Imagine walking into a hospital looking for a surgical suite visitors’ lounge, only to be confused by the maze of corridors and signs pointing in various directions, and then noticing a computer kiosk with a sign saying “Find Your Way.” Hitting any key calls up a map with the lounge clearly marked, and clicking on that mark brings up a photograph that enables you to virtually tour that surgical suite and surrounding areas. That is one promise of a new type of architectural photography I have been developing since 1996. No, it is not “virtual reality”-I call it “immersive imagery,” because it immerses the viewer into an environment and enables him or her to examine that environment extensively.

Without going into great technical detail, I’ll explain that the process begins with capturing still images with a 35-mm digital camera mounted upon a specially designed tripod head. These images are then “stitched” together, creating a panoramic flattened file (Figures 1 and 2), allowing us to perform the necessary digital editing. These flattened files are then programmed to produce a spherical environment, placing the viewer inside the sphere at the center. The viewer thus becomes immersed in the environment and can maneuver around the space by simply moving the computer mouse.

Flattened, panoramic view of the Phoenix Children’s Hospital lobby. This “spherical” image allows the online viewer to look around the lobby and up to the ceiling. Inset is a two-dimensional image that can be exported from the immersive program for use in print media

Flattened, panoramic view of the surgical suite at the Vail Valley Medical Center, Vail, Colorado. This “spherical” image can also be exported for display as a standard photograph

This type of imagery offers many options for viewers and clients alike. For example, consider the patients or end users who find themselves perplexed when looking at plan drawings or renderings. They can be “walked through” a hospital in three dimensions. They can look 360 degrees around and 90 degrees up or down, and zoom toward and away from various details that catch their attention. They can travel between different rooms and corridors and can even select “hot spots”-designated areas that can trigger features that play back live sounds, audio commentary, still images, text pages, or streaming video relating to the area “visited.” The viewer is immersed in the environment and, at the same time, receives additional information about the space or services provided.

Not only can architects use this imagery in presentations and on Web sites to describe their designs in three-dimensional detail, but they also can export two-dimensional files from the spherical image to use in brochures, have prints made, or use with PowerPoint or Web-based presentations; the shots are of high-end architectural photographic quality.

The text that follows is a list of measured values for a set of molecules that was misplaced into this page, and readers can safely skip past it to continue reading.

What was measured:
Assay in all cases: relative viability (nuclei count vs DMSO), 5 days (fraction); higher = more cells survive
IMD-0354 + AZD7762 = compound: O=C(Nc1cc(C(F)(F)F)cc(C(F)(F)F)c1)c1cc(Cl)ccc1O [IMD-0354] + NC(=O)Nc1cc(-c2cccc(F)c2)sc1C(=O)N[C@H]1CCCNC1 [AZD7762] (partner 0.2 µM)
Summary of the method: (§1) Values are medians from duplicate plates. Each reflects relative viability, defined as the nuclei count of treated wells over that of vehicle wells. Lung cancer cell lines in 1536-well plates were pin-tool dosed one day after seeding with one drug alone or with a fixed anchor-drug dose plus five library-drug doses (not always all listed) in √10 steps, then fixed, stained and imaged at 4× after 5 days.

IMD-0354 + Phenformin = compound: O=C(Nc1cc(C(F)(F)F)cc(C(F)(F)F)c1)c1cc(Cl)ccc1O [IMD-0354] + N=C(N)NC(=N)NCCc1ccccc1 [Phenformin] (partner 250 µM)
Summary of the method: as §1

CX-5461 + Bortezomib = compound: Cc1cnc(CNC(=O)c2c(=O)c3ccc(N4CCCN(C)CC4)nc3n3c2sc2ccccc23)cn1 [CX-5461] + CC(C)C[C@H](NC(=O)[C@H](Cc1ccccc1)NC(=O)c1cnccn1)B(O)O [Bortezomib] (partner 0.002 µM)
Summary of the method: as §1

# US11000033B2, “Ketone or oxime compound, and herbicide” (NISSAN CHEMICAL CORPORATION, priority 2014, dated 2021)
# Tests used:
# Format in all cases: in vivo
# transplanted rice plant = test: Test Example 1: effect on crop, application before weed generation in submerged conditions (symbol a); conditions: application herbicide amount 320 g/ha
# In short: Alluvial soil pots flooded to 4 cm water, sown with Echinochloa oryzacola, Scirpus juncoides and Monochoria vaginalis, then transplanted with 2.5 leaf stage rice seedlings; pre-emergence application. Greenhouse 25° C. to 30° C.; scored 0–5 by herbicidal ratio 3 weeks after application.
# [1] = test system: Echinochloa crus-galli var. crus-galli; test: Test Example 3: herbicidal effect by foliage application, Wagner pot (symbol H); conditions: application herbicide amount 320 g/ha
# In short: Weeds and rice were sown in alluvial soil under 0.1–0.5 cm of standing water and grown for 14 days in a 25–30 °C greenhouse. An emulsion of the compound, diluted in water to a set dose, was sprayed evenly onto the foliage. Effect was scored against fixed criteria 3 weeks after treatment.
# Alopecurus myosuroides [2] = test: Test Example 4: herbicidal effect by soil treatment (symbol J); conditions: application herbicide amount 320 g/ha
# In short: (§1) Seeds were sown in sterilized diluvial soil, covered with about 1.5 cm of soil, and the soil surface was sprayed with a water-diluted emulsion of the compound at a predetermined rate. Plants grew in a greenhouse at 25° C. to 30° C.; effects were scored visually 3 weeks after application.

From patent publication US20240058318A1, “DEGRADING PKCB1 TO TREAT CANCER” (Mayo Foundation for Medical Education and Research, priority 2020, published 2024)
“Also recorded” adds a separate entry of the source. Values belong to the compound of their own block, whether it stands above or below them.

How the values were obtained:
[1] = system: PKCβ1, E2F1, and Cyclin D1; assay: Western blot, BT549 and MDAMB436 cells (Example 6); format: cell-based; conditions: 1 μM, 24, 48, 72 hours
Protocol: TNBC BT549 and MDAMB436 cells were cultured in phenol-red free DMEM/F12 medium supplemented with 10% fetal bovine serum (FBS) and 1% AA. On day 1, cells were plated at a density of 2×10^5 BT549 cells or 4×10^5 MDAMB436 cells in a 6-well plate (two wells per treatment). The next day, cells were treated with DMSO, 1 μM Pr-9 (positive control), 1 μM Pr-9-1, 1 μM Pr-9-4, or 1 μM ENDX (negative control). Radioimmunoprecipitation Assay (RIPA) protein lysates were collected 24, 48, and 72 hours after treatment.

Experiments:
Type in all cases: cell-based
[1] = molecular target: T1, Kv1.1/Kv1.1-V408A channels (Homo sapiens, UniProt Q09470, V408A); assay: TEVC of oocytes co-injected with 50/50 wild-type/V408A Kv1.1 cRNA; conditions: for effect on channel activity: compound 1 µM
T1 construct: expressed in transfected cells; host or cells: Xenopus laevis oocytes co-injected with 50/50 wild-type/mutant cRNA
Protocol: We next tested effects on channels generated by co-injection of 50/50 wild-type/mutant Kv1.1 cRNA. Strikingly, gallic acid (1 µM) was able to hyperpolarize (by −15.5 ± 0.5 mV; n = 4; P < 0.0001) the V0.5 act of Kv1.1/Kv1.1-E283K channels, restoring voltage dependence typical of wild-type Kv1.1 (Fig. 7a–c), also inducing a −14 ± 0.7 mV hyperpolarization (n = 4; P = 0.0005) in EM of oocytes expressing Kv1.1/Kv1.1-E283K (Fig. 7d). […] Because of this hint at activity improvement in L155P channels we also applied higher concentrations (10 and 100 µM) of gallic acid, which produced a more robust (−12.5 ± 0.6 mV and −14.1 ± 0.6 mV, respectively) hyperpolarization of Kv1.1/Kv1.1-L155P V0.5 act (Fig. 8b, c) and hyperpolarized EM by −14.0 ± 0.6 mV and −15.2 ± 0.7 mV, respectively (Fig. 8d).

Phoenix Children's Hospital neonatal ICU

Design by Karlsberger Companies

Phoenix Children’s Hospital neonatal ICU

In viewing Phoenix Children’s Hospital (also see p. 46), one can, for example, visit a water feature through the glazing, notice natural light falling on it, and then tilt upward to its source (i.e., windows in the ceiling). Zooming closer to the ceiling, one notices that turquoise-colored pieces of cut glass have been implanted into it to reflect the incoming sunlight; zooming back out shows the full effect.

Future uses of this technology are just beginning to become clear. Consider the possibilities for the wayfinding function mentioned earlier-as you “travel” to the surgical suite, for example, you can stop at various places to examine a particular piece of art or view the food court. Click on a designated “hot spot” within the food court, and the menu and specials of the day appear before you. Not only can you find your way to a particular physician’s office, but you can also view his office hours. Using immersive imagery, you’ve acclimated yourself to the hospital without ever leaving the lobby.
Shaw Regional Cancer Center chemotherapy

Design by HLM Design

Shaw Regional Cancer Center chemotherapy

Brenner Children's Hospital patient room

Design by Stanley Beaman & Sears

Brenner Children’s Hospital patient room

For a sampling of immersive imagery at work, visit the HEALTHCARE DESIGN Web site at, or visit On the latter site, you will find a hot link for downloading Apple QuickTime Player to activate the system, if you don’t have it already. HD

Gary Knight is president of Gary Knight + Associates, Inc., a photographic and new media studio with extensive experience photographing the healthcare sector, based in Atlanta, Georgia.

For further information, phone (404) 888-9599, e-mail, or visit

Healthcare Design 2003 May;3(2):79-80